As stated by the United Nations in its “Global Compact” regarding access to energy and this ODS Nº7; “it is essential to reach the entire population to improve globally access to cooking, heating, school and hospital lighting, communication and internet access, machines and work tools, issues that directly impact on development”.
Energy poverty is a calamity that affects people in their efforts to achieve a minimum development and welfare in their lives. But this resource, its generation and its costs is a question that goes beyond the access to it of all individuals and peoples. The environmental cost, the impact on the planet both from the point of view of its generation and its consumption, when derived from unsustainable energy models, mostly dependent on fossil fuels, is causing an environmental deterioration and a climate crisis unprecedented in the history of humanity.
The premise must be affordable, sustainable, and safe energy.
Consumers with fewer resources, present not only in poor countries, suffer from energy poverty because they cannot afford to pay for energy, due to their situation, the inefficiency of their homes and the prices of this resource. We are facing a serious problem, which for many countries is crucial for their development, and which aggravates even more the inequalities among the most needy people. In Spain more than 40% of the population suffers from living conditions associated with energy poverty (difficulties in assuming the cost of energy, directly lack of it or suffering from temperatures below the recommended level in their homes). According to the WHO, more than 38.000 people die every year due to causes associated to energy poverty, which on the other hand is a resource and a sector with great benefits that has little or no compassion for this serious problem. The energy companies and the political power dramatize a love-hate relationship, of false or manipulated regulations and legislation that in no case aims to end this unjust energy system. While many people still have to choose between eating or putting the heating on.
As a resource and sector of general interest, its affordability should be guaranteed regardless of its costs for each and every person without distinction. This is a basic need! It is not possible that this resource be commercialized and be subject to the exponential benefit to which it is subjected by its producers, distributors and marketers.
A resource that also requires, obeying the necessary transformation that the climate crisis is highlighting, a transformation of the production model that involves the gradual abandonment of fossil fuels to embrace sustainable energy production from clean energy, renewable, not dependent on oil. An energy transition that gradually implies a decarbonization of the sector, moving towards a sustainable and renewable model of energy generation. This is an unavoidable step for a society and a planet that are at serious risk, due in part to an outdated model of energy production and consumption, whose environmental impacts are having as a consequence global warming and climate change.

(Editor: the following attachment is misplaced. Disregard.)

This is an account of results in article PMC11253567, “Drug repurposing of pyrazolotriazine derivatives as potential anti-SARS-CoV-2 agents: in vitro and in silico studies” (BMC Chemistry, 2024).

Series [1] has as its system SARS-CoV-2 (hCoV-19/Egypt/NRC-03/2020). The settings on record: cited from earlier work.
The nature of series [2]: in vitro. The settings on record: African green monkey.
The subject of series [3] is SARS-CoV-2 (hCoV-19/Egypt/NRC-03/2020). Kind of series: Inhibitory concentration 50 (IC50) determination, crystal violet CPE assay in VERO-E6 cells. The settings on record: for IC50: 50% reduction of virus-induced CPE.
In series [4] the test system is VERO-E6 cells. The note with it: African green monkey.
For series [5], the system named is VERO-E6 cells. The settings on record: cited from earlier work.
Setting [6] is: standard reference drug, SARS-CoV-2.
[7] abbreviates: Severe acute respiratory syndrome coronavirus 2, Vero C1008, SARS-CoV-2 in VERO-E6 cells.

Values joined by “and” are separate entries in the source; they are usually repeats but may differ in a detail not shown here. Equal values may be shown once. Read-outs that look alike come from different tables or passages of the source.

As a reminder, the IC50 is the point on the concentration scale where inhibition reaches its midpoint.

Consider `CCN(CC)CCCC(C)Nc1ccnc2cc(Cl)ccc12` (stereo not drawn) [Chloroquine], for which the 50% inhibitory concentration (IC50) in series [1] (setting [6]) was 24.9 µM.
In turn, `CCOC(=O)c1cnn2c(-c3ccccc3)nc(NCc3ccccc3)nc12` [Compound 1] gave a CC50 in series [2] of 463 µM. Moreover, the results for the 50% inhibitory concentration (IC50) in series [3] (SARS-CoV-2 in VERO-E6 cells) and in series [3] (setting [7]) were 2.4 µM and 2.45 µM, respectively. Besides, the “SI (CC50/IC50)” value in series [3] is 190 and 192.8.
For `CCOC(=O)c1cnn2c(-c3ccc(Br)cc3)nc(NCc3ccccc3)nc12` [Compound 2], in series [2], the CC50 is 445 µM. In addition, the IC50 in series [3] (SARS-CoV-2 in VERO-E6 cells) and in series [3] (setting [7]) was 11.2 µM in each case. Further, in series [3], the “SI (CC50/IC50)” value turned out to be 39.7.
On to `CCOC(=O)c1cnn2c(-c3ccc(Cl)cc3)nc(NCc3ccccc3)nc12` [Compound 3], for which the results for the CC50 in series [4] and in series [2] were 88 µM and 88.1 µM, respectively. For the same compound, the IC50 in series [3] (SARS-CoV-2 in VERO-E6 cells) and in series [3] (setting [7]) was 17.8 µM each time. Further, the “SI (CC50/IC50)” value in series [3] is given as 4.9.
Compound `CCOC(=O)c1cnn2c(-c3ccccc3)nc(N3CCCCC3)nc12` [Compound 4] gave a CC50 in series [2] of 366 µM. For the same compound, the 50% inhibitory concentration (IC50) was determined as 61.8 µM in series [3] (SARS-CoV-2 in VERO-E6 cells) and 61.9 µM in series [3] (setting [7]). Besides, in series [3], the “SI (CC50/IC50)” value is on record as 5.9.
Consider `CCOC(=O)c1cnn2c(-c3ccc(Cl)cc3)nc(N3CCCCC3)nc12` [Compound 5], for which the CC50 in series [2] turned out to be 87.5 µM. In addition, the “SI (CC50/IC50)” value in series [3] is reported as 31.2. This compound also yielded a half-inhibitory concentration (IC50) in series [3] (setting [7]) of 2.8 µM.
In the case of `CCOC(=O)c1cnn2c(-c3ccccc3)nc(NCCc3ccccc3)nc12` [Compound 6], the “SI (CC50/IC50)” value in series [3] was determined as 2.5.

In order to reach the sustainable goal number seven for 2030, it is necessary to invest in clean energy sources such as solar, wind and thermal energy and to improve energy productivity.
Expanding infrastructure and improving technology for clean energy in all developing countries is a crucial goal that can stimulate growth while helping the environment.
Ensuring a fair and sustainable energy supply for all is a challenge that involves taking a series of inescapable steps.
- – Responsibility and commitment on the part of the public authorities in taking decisions that involve not only measures to guarantee fair and affordable access to this resource for all people, but also to make as many investments as are necessary to provide infrastructures that will ensure supply and put an end to energy poverty in all its facets.
- – Adopt a sustainable model of energy generation. This model must put the accent on issues such as transport or agricultural production, sectors among others, of great consumption and therefore of great environmental impact. This model must imply not only a transition towards a clean and sustainable energy but also a fair and affordable social energy system for all people.
In short, we must demand as citizens that the resources that are involved in the development of a minimum vital and welfare associated with our fundamental rights recognized in the legal texts that regulate our lives, are guaranteed and their access does not involve a class privilege that promotes social discrimination and a tacit violation of those rights inherent to any person.
Affordable, safe and sustainable energy must be a right, not capital at the service of energy neo-liberalism that goes beyond people and their needs in favour of exponential growth and profit at any price.
“The idea of enshrining the right to energy as a fundamental right is a way of reinforcing a basic human right to a dignified life”